Diary of the EMP pop conference

POSTED 2:20 PM Sunday
From minstrelsy to Cowboy Troy

April 21, 2007:

One panelist said Elvis was not country and the others said he was -- which just goes to show that events like Pop Conference 2007 at Experience Music Project raise as many questions as they answer.

This afternoon's good-natured and lively panel on African-Americans' abiding influence on country music was filled with good songs, well-written papers offering smart observations, and history ranging from minstrelsy to Ray Charles to Cowboy Troy, the hip-hop hanger-on of Big & Rich and Gretchen "Redneck Woman" Wilson.

Michael Bertrand completely scrapped his original presentation, dealing with the country-music audience of 1945 to 1960, and read a new, richly-detailed paper on "The WLS National Barn Dance," a highly-popular and influential radio program that started in 1924 and ran for decades.

Bertrand, a history prof at Tennessee State, showed that, although WLS was in Chicago, the second-biggest city in America, it was rural-oriented, calling itself "The Prairie Farmer Station." He quoted a letter from diarymen begging WLS to move its morning start time from 5:30 a.m. to 5 a.m., "because there's no milk till they hear your theme song."

An anecdote about a child exclaiming "But Spareribs is an old man!," after her mother showed her a picture of the star of WLS' Saturday morning kiddie show, drew an uneasy laugh from the audience, due to the child's innocence. The picture was of the white man who played "Spareribs," a storytelling, Uncle Remuslike character, in blackface at minstrel shows. Minstrel shows were so popular on the station that "The WLS Minstrels," a 30-piece troupe all in blackface, toured nationally for years.

University of Wisconsin Ph.D. candidate Charles Hughes' enthusiasm, passion and expertise -- not to mention his carefully chosen, and teasingly short, musical selections -- lit up the room with laughter, smiles, foot-tapping and nodding assent. Hughes, a history major with an M.A. in Afro-American studies, said he wanted to show "how black songs turned country." He played country covers of blues, funk, Motown and more.

"Outlaw country loves Southern soul," he said, citing Waylon, Willie and Kris, and playing a snippet of the country-outlaw anthem, "Luckenbach, Texas,"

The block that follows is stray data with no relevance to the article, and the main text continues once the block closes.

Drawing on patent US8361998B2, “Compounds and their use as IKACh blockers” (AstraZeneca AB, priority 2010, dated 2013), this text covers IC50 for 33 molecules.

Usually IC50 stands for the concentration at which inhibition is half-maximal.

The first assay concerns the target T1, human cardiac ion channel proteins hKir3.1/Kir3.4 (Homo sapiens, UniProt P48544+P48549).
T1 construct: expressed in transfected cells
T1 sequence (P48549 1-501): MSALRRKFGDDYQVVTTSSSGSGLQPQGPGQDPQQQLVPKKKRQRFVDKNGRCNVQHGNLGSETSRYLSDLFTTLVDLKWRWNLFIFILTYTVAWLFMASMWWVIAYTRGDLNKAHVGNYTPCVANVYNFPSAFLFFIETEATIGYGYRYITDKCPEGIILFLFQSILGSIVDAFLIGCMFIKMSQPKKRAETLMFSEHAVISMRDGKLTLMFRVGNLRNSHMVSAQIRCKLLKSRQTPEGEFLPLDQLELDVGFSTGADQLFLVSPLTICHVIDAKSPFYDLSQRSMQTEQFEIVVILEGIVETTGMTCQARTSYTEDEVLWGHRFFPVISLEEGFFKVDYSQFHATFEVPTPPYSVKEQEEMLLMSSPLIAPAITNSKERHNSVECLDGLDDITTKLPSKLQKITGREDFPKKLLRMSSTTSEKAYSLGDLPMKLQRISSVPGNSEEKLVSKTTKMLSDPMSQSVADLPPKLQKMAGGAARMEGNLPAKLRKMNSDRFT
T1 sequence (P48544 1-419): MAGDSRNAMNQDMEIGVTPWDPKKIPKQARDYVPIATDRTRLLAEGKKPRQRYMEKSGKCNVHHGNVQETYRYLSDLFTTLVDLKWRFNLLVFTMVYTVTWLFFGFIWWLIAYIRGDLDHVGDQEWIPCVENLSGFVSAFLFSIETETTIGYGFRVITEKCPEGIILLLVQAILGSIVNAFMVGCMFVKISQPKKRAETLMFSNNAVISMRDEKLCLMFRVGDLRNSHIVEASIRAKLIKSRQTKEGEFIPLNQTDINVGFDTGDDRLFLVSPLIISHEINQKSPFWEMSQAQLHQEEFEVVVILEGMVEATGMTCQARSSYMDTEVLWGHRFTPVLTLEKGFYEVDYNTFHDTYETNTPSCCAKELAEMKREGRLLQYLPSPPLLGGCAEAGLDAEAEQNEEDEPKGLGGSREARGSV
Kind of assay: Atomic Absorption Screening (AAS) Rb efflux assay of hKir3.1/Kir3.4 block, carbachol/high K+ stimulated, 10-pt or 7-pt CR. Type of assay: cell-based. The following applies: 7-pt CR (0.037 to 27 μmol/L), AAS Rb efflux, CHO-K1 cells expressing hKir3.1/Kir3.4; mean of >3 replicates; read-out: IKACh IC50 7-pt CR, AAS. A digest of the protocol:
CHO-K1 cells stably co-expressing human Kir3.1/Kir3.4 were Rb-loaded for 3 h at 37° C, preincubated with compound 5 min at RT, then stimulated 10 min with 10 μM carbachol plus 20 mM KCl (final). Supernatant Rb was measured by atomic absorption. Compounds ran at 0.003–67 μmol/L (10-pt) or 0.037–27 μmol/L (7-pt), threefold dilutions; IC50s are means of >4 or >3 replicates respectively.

Did you know Swamp Dogg won a CMA Award for co-writing "She's All I've Got," a CMA song of the year (and a 1972 hit for Johnny Paycheck)? Hughes let that sink in before adding the kicker -- Dogg was pointedly not invited to the telecast. "White folks," Hughes lamented, "manage to have African-American music without many African-Americans involved."

Although the session was nearly two-hours long, it seemed to just scratch the surface. The first two days alone show that the annual conference, which runs through tomorrow, has enough questions and topics for years to come.

Patrick MacDonald: pmacdonald@seattletimes.com.

POSTED 6:30 PM Saturday
Shedding light on dark topics

April 21, 2007:

Maybe after six years the EMP Pop Conference has run its course. There was no admission charge this year, yet on a good day there were only 100 or so folks prowling around (fewer than last year, when you had to pay), and Jonathan Lethem drew only 190 on opening night. The giddy sense of urgency and passion that usually reverberates through that disorienting, hideously misshapen building felt somehow muted. Oh well, could be just a low-energy year.

Nate Chinen's talk at 11 this morning about the night in 1970 Miles Davis opened for Neil Young at Fillmore East, in New York, was pregnant with possibility, but despite some nice (big!) audio visuals of a youthful, guitar-slinging Young, its issue was slightly vaporous. Linking the two musicians with concepts like "playing within your limitations," capitalizing on mistakes and enforcing a state of innocence was not a bad start, though, even if it did ignore Young's fussiness.

This afternoon's "Resurrecting New Orleans" panel could not be accused, like other moments in the conference, of lacking passion. Ned Sublette, Larry Blumenfeld, Alex Rawls and Don McLeese sounded united in their anger and outrage, yet also in their belief and hope -- to borrow their own words -- about post-Katrina music in the Crescent City. Sublette took us through a ghastly litany of offenses in slavery days and Rawls, a local, noted, with some sadness, that "people are slowly coming around to the realization that the city will never be the way it was."